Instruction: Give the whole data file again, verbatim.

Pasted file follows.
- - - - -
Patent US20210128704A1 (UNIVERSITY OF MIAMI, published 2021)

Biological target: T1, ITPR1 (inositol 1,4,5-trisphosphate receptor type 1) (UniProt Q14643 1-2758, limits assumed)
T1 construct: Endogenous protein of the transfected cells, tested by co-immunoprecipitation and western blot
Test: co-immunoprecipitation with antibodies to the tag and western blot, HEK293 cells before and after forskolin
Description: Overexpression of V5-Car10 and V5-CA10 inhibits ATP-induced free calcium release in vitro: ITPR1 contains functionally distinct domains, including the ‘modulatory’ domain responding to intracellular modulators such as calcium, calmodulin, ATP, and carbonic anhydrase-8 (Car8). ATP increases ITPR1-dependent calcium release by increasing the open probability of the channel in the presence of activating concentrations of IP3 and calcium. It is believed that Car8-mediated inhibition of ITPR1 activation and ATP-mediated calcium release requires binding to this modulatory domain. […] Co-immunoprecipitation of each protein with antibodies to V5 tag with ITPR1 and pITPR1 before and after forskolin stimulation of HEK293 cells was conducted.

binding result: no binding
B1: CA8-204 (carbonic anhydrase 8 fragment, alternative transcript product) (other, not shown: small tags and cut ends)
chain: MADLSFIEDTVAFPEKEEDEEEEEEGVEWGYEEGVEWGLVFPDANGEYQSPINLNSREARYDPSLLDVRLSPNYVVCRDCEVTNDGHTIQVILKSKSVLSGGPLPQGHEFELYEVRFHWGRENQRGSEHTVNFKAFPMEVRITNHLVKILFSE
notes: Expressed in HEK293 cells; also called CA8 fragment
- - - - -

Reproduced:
Patent US20210128704A1 (UNIVERSITY OF MIAMI, published 2021)

Biological target: T1, ITPR1 (inositol 1,4,5-trisphosphate receptor type 1) (UniProt Q14643 1-2758, limits assumed)
T1 construct: Endogenous protein of the transfected cells, tested by co-immunoprecipitation and western blot
Test: co-immunoprecipitation with antibodies to the tag and western blot, HEK293 cells before and after forskolin
Description: Overexpression of V5-Car10 and V5-CA10 inhibits ATP-induced free calcium release in vitro: ITPR1 contains functionally distinct domains, including the ‘modulatory’ domain responding to intracellular modulators such as calcium, calmodulin, ATP, and carbonic anhydrase-8 (Car8). ATP increases ITPR1-dependent calcium release by increasing the open probability of the channel in the presence of activating concentrations of IP3 and calcium. It is believed that Car8-mediated inhibition of ITPR1 activation and ATP-mediated calcium release requires binding to this modulatory domain. […] Co-immunoprecipitation of each protein with antibodies to V5 tag with ITPR1 and pITPR1 before and after forskolin stimulation of HEK293 cells was conducted.

binding result: no binding
B1: CA8-204 (carbonic anhydrase 8 fragment, alternative transcript product) (other, not shown: small tags and cut ends)
chain: MADLSFIEDTVAFPEKEEDEEEEEEGVEWGYEEGVEWGLVFPDANGEYQSPINLNSREARYDPSLLDVRLSPNYVVCRDCEVTNDGHTIQVILKSKSVLSGGPLPQGHEFELYEVRFHWGRENQRGSEHTVNFKAFPMEVRITNHLVKILFSE
notes: Expressed in HEK293 cells; also called CA8 fragment